607 research outputs found

    China's exporters and importers: firms, products, and trade partners

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    This paper provides a detailed overview of China's participation in international trade using newly available data on the universe of globally engaged Chinese firms over the 2003-2005 period. We document the distribution of trade flows and product- and trade-partner intensity across both exporting and importing firms and study the relationship between firms' intensive and extensive margins of trade. We also compare trade patterns across firms of different organizational structure, distinguishing between domestic private firms, domestic state-owned firms, foreign-owned firms, and joint ventures. We explore the variation in foreign ownership across sectors, and find results consistent with recent theoretical and empirical work on the role of credit constraints and contractual imperfections in international trade and investment. Finally, we examine the rapid expansion of China's trade over the 2003-2005 period, and decompose it into its extensive and intensive margins. We also use monthly data and study the frequent churning and reallocation of trade flows across firms and across products and trade partners within firms.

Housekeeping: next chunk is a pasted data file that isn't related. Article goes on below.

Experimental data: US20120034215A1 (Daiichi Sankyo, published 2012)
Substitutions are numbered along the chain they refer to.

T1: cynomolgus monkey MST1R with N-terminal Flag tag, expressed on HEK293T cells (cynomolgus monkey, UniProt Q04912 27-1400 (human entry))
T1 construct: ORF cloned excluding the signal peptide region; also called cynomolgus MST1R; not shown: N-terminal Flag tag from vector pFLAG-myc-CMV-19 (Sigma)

Progress Report to the TNRC for Analysis of the Economics of Atrazine Remediation for Representative Grain Farms in the Aquilla Watershed, Hill County, Texas: Subtasks 4.0-4.4